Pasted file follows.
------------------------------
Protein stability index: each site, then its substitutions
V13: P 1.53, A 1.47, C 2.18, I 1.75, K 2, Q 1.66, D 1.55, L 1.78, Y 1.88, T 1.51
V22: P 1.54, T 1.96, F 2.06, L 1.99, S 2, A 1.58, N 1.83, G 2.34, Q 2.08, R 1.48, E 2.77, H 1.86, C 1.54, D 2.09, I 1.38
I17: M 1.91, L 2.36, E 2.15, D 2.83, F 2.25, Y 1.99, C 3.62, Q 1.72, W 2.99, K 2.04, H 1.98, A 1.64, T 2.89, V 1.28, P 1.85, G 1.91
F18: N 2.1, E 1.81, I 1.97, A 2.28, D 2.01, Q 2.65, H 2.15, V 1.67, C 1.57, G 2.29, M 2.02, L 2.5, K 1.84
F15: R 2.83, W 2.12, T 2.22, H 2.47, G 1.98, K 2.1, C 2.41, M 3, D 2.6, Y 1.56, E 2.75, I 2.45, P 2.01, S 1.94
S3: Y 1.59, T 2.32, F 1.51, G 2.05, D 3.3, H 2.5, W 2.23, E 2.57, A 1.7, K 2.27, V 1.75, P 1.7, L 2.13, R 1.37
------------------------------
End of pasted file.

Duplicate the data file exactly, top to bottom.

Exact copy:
Protein stability index: each site, then its substitutions
V13: P 1.53, A 1.47, C 2.18, I 1.75, K 2, Q 1.66, D 1.55, L 1.78, Y 1.88, T 1.51
V22: P 1.54, T 1.96, F 2.06, L 1.99, S 2, A 1.58, N 1.83, G 2.34, Q 2.08, R 1.48, E 2.77, H 1.86, C 1.54, D 2.09, I 1.38
I17: M 1.91, L 2.36, E 2.15, D 2.83, F 2.25, Y 1.99, C 3.62, Q 1.72, W 2.99, K 2.04, H 1.98, A 1.64, T 2.89, V 1.28, P 1.85, G 1.91
F18: N 2.1, E 1.81, I 1.97, A 2.28, D 2.01, Q 2.65, H 2.15, V 1.67, C 1.57, G 2.29, M 2.02, L 2.5, K 1.84
F15: R 2.83, W 2.12, T 2.22, H 2.47, G 1.98, K 2.1, C 2.41, M 3, D 2.6, Y 1.56, E 2.75, I 2.45, P 2.01, S 1.94
S3: Y 1.59, T 2.32, F 1.51, G 2.05, D 3.3, H 2.5, W 2.23, E 2.57, A 1.7, K 2.27, V 1.75, P 1.7, L 2.13, R 1.37